Cognitive assessment
The Mini Mental State Examination (MMSE)1 can be used to assess cognitive function. It tests for orientation, registration, memory, language, construction, and ideomotor praxis. A score out of 30 is obtained, and a score less than 24 indicates significant cognitive impairment. However, this test has major limitations for someone who does not have English as a first language, is unable to read, has impaired speech, sight or hearing, or has a non-English cultural background. Furthermore, it does not assess frontal lobe functioning. Nevertheless, it is a quick and useful way of assessing cognitive function. It is widely available.

Alternatively, function:











• Functioning: is the person able to perform independently their activities of daily living? • Conscious state: are they alert, or are they drowsy? Does their conscious state fluctuate during the course of the day? Are they awake at night and asleep during the day? • Attention and concentration: do they have difficulty attending to the interview? • Orientation: can they tell the day and date, where they are? • Memory: test short-term and long-term where possible, e.g. do they remember things that happened recently, such as a hunting trip or when pension day is? Can they tell you where they live, the names of their family? Do they remember the way to the shop or to a relative’s place? • Language: some old people go back to language used in early years and may forget other language; can they name common objects e.g. shirt, collar, buttons, nose, nostril, watch, pen, etc.; can they write a sentence? Read? Repeat a phrase (such as ‘No ifs, ands or buts’). Comprehend commands? • Arithmetic: ask them about change from buying something, use cards to count with etc. • Praxis: ask them to stand ‘like a boxer’, ask them to put on a jumper, ask them to copy a diagram of two intersecting boomerangs. • Agnosia: ask them to show you their thumb, index finger, ring finger; draw a number on the palm of their hand and ask them which number it is. • Reasoning: ability to plan and understand consequences e.g. how to prepare a meal. • Judgement: what they would do if bitten by a snake? • Emotions: any history of emotional change, such as depression, irritability, agitation, anxiety, or aggression. • Thought and perception: sometimes hallucinations and delusions are present. If the carer or person giving information tends to answer yes to the majority of these questions, then the chances are that the person may have dementia.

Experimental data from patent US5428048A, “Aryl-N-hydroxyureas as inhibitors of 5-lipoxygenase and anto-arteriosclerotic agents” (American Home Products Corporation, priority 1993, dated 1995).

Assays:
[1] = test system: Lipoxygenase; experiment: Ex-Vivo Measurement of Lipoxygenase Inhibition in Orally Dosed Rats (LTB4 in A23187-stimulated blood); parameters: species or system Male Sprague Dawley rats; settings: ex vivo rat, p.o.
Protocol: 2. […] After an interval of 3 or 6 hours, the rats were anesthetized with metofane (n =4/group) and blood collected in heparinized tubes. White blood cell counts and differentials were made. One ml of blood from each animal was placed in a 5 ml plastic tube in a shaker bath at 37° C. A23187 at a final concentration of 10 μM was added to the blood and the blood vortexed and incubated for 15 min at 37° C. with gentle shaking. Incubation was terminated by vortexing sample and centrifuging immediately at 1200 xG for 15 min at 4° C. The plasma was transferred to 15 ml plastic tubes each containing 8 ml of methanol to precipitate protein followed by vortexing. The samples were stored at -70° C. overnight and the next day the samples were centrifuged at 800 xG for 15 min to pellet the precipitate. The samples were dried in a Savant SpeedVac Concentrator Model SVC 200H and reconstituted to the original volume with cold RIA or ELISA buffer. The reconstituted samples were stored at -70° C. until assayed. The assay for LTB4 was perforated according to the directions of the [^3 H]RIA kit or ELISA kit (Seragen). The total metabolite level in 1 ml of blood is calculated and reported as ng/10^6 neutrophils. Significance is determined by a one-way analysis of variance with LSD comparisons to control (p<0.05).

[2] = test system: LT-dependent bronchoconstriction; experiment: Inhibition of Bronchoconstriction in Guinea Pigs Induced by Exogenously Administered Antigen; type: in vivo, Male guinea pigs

If a dementia is suspected it is important to do investigations to see if there are any reversible/treatable causes of the dementia. Table 1 overleaf gives a list of tests that should be undertaken.

Differential Diagnosis
Depression and delirium can often mimic dementia. Table 2 overleaf highlights some of the differences.

The main management issue in dementia is determining the special needs of the patient and deciding whether the family or community are able to provide for these needs. The types of care that a person with dementia may need might be: bathing and showering, toileting, dressing or undressing, cooking or eating food, communication, laundry, home help, gardening, firewood, taking medicines, social activities, ceremony. Often, the family have been coping with the care of the patient for a long time but are now finding it more difficult to cope because the dementia has progressed. In such situations, a Community Aged Care Package funded by the Commonwealth Department of Health and Ageing can help a person with dementia to stay at home and in their community. Such packages pay money for specific services needed by the dementia patient.

To apply for such a package, the patient needs to be assessed by the Aged Care Assessment Team. Their phone numbers (prefix 08) are:
Alice Springs Urban Remote Tennant Creek Katherine Darwin Region East Arnhem 8951 6735 8951 7842 8962 4201 8973 8503 8922 7392 8987 2860